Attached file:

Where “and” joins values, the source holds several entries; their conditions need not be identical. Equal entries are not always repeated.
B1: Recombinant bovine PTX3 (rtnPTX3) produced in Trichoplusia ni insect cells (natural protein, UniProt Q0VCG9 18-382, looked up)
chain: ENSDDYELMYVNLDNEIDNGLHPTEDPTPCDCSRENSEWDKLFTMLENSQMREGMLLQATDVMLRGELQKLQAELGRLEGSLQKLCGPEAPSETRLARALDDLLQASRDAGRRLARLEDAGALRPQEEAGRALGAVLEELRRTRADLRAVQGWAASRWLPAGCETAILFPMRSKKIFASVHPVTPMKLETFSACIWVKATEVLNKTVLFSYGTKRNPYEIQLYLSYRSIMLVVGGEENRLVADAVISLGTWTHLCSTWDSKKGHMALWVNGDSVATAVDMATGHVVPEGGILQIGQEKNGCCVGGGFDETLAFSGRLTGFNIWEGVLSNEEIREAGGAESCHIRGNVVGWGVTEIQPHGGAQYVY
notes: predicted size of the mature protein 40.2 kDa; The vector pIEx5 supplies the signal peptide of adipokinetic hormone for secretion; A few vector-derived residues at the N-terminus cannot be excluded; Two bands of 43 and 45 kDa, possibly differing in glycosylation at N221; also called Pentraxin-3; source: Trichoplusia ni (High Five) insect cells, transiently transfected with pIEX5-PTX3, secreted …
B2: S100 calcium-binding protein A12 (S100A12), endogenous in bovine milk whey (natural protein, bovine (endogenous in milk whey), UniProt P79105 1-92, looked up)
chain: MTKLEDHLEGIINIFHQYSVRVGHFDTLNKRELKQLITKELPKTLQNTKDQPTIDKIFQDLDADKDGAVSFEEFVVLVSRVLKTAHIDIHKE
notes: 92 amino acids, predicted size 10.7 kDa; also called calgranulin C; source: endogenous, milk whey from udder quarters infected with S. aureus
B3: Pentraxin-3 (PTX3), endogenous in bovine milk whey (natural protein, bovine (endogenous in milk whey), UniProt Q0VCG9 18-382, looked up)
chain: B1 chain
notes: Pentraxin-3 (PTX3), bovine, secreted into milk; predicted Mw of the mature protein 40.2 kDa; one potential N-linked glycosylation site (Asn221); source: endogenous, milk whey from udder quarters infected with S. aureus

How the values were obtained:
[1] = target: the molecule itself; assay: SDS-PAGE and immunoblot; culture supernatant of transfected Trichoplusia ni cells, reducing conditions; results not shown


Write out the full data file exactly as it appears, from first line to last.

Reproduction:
Where “and” joins values, the source holds several entries; their conditions need not be identical. Equal entries are not always repeated.
B1: Recombinant bovine PTX3 (rtnPTX3) produced in Trichoplusia ni insect cells (natural protein, UniProt Q0VCG9 18-382, looked up)
chain: ENSDDYELMYVNLDNEIDNGLHPTEDPTPCDCSRENSEWDKLFTMLENSQMREGMLLQATDVMLRGELQKLQAELGRLEGSLQKLCGPEAPSETRLARALDDLLQASRDAGRRLARLEDAGALRPQEEAGRALGAVLEELRRTRADLRAVQGWAASRWLPAGCETAILFPMRSKKIFASVHPVTPMKLETFSACIWVKATEVLNKTVLFSYGTKRNPYEIQLYLSYRSIMLVVGGEENRLVADAVISLGTWTHLCSTWDSKKGHMALWVNGDSVATAVDMATGHVVPEGGILQIGQEKNGCCVGGGFDETLAFSGRLTGFNIWEGVLSNEEIREAGGAESCHIRGNVVGWGVTEIQPHGGAQYVY
notes: predicted size of the mature protein 40.2 kDa; The vector pIEx5 supplies the signal peptide of adipokinetic hormone for secretion; A few vector-derived residues at the N-terminus cannot be excluded; Two bands of 43 and 45 kDa, possibly differing in glycosylation at N221; also called Pentraxin-3; source: Trichoplusia ni (High Five) insect cells, transiently transfected with pIEX5-PTX3, secreted …
B2: S100 calcium-binding protein A12 (S100A12), endogenous in bovine milk whey (natural protein, bovine (endogenous in milk whey), UniProt P79105 1-92, looked up)
chain: MTKLEDHLEGIINIFHQYSVRVGHFDTLNKRELKQLITKELPKTLQNTKDQPTIDKIFQDLDADKDGAVSFEEFVVLVSRVLKTAHIDIHKE
notes: 92 amino acids, predicted size 10.7 kDa; also called calgranulin C; source: endogenous, milk whey from udder quarters infected with S. aureus
B3: Pentraxin-3 (PTX3), endogenous in bovine milk whey (natural protein, bovine (endogenous in milk whey), UniProt Q0VCG9 18-382, looked up)
chain: B1 chain
notes: Pentraxin-3 (PTX3), bovine, secreted into milk; predicted Mw of the mature protein 40.2 kDa; one potential N-linked glycosylation site (Asn221); source: endogenous, milk whey from udder quarters infected with S. aureus

How the values were obtained:
[1] = target: the molecule itself; assay: SDS-PAGE and immunoblot; culture supernatant of transfected Trichoplusia ni cells, reducing conditions; results not shown